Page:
When I spent time interviewing a rancher in eastern Washington, he talked a lot about the events and subsequent inconvenience of the eruption to his operation. I thought it interesting, but that wasn’t really why I was there, so I didn’t pay that much attention. Later, as I listened to those interview tapes, I realized what a gold mine I had and vowed I’d get back to that subject again. Thus, Tenderfoot.

Why is the release of this book so timely?

Pure coincidence. I tried to “sell” this book before, then rewrote much of it, before putting it on the market again. The timing just worked out to coincide with the 30th anniversary of the Mount St. Helens 1980 eruption.

This is a bit of a departure from your other novels. You call it romantic suspense. Is it suitable for both adult and young adult audiences?

It is suitable for both, but is categorized as adult. However, it is appropriate for young adults to read and, I think, of interest. I do have a teen in the story–I just can’t seem to get away from them!

I know there is a story behind the cover photo for Tenderfoot. Would you share that with us?

We were camping in eastern Oregon, driving along a back road near Steens Mountain, which is wide-open ranch country. You can drive for miles and miles and still be along side a single ranch. We saw a couple of cowboys rounding up and sorting cattle. We pulled up our truck/camper alongside and watched. A cowboy rode over to us and asked if we needed help and we said we just wanted to watch and take some pictures. “Have at it,” he said and he resumed his work.

Later, when the publisher asked for cover ideas, my husband, Bruce, whipped out one of the pictures he’d taken and asked what I thought about it. I loved it, but the cowboy on horseback was a “he” and my main character is a woman. “Oh,” he said, “I can fix that.” Through Photoshop, he gave the rider a pony tail and slimmed her down. Then, he overlaid a picture of pre-eruption Mount St. Helens in the distance.

That’s a great story. It’s truly a family effort!

When did you first begin writing? Did you start out with non-fiction or fiction?

I first began writing non-fiction articles for magazines and newspapers. I did that for several years before I wrote my first book.

How have you developed your skills–did you study writing or take classes?

I have taken a few creative writing classes through the years, but once we moved to Camano Island, I joined an on-going writing class, which proved to be very helpful and in which I received a lot of encouragement.

You’ve had numerous magazine articles published. Tell us where the ideas for these come from.

Mostly from issues of interest to me. I’m a freelance writer and don’t really want to take assignments, though I’ve done that from time to time. Mostly, though, I don’t want to work with other people’s deadlines. I write an article, then sell it. I’ve had good success doing this. My early articles were about sailing, as we had just completed a 14-month sailing trip throughout the South Pacific, but then my writing evolved to RV-related articles and articles of interest to homeowners.

Which genre is easier to write?

I like writing both non-fiction and fiction. I would find it difficult to write sexually descriptive stories, but I enjoy writing fiction that can be enjoyed by adults and young adults. That’s the kind of reading I enjoy, too.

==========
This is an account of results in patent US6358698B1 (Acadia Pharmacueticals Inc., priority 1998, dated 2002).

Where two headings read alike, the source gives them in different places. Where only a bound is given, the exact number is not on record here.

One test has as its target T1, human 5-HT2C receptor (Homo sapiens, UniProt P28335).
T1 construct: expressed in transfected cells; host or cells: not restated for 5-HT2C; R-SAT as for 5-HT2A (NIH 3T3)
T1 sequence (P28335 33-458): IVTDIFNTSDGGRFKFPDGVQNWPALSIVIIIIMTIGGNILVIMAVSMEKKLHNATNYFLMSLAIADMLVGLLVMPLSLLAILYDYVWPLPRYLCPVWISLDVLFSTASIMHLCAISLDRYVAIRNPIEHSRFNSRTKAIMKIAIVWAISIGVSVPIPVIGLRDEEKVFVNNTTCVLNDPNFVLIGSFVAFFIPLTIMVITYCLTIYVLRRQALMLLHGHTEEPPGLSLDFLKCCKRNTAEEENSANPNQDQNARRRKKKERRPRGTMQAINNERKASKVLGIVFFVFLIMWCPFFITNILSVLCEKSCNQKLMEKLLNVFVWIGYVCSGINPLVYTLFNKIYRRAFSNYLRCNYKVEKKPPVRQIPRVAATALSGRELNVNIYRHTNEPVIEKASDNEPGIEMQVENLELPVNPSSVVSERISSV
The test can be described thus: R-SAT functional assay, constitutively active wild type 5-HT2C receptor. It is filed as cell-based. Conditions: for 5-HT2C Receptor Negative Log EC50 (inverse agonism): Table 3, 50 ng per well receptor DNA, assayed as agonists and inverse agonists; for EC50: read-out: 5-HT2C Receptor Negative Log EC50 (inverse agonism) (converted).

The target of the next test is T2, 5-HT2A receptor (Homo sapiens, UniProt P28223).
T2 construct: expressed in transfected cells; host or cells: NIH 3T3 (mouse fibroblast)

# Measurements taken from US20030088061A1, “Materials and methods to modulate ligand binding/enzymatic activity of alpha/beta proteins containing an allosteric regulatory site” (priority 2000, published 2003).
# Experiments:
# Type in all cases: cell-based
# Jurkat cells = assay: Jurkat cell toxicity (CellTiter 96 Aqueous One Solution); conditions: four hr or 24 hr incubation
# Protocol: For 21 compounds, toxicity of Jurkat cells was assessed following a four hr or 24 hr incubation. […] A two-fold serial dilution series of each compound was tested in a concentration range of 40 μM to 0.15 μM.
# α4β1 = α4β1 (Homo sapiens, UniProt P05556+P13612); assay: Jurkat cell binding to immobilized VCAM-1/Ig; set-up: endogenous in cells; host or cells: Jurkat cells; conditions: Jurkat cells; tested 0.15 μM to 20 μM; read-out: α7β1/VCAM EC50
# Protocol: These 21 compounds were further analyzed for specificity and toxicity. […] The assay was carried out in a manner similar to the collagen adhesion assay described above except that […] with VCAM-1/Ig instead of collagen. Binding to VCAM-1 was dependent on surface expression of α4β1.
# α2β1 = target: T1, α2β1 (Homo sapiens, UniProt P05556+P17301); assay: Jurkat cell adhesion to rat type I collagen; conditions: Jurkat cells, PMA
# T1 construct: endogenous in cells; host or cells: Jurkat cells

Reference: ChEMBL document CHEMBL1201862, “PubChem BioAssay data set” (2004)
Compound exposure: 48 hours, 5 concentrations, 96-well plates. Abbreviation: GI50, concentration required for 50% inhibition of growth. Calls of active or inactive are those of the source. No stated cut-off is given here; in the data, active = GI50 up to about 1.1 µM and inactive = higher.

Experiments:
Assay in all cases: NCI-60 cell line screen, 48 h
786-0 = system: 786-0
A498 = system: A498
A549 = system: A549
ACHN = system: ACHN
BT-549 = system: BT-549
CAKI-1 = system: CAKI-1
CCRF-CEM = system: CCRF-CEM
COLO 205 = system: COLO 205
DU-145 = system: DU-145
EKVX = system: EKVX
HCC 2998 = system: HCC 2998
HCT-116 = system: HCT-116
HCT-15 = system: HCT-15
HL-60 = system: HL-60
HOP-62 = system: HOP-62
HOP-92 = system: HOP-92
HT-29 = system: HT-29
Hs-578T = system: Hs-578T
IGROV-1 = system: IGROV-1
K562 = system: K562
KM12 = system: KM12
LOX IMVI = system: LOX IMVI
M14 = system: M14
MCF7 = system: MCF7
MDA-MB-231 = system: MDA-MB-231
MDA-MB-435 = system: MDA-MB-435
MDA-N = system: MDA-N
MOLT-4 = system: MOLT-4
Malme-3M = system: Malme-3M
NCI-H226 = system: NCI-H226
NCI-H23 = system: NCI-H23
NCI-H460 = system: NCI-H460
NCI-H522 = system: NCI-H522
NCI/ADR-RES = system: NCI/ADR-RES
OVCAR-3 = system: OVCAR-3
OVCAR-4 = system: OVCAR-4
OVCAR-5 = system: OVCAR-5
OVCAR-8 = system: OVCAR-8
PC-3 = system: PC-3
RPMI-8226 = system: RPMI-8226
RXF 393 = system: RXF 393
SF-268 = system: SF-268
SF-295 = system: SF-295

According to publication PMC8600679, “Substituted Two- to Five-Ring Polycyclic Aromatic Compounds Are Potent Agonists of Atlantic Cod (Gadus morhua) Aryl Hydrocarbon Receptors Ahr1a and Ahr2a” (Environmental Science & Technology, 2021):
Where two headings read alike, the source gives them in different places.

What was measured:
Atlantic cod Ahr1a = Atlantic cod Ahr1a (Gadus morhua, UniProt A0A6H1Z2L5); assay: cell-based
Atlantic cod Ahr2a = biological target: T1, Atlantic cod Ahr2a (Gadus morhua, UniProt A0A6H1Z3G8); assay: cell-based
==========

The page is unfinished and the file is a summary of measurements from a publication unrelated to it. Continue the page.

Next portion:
What kind of books do you like to read and which authors would you say have influenced you?

I think my hands-down favorite author is Lucy Maud Montgomery. Her heart-felt Anne of Green Gables is as fresh today as it was when she wrote it in 1908. I love anything written by Jane Kirkpatrick–I think I’ve read all her books. Also, Larry McMurty is a favorite–especially Lonesome Dove.

Are you an outliner or a “seat-of-the pants” writer?

I’m an outliner, but I give myself permission to vary from the outline. I’m a structured person and an outline makes me feel “in control.” But I have learned to listen to other voices when they try to squeeze in. In Tenderfoot, the rancher, J, had no children at first, but this little teenage twerp, Gretchen, kept pestering me. Finally, I gave in and I think she added much to the story.

What advice would you give someone just starting out in writing?

Join, or form, a critique group. I don’t send anything out until my husband reads it first, and then my critique group. Be open to what they have to say. Listen to them–if they question what you’ve written, so will your readers.

Here is a synopsis and review of Tenderfoot:

A romantic suspense, Tenderfoot takes place on a working Northwest cattle ranch in 1980, the year the world remembers for the catastrophic eruption of Mount St. Helens. Corrie Stephens is eager to   learn about ranching, but reluctant to become involved with a man – it’s just not worth the heartache. Rancher J McClure, on the other hand, has been alone too long. Tenderfoot draws the reader into the story’s strong emotions based on family, love, and the first-hand adventure of the eruption of Mount St. Helens.

“…a finely told tale…above all, Tenderfoot is a story about love: love of the land, love of each other and love that forgives and moves on. A page turner and a delight.

— Jane Kirkpatrick, award-winning author of historical novels of the American West

Tenderfoot is available from Mary’s website, through the publisher Treble Heart Books, from your favorite bookstore or on Amazon.

Other novels by Mary E. Trimble include Rosemount and McClellan’s Bluff, which both take place in Washington and Oregon and feature the same main character.

Published in: on March 2, 2010 at 4:00 pm  Comments (6)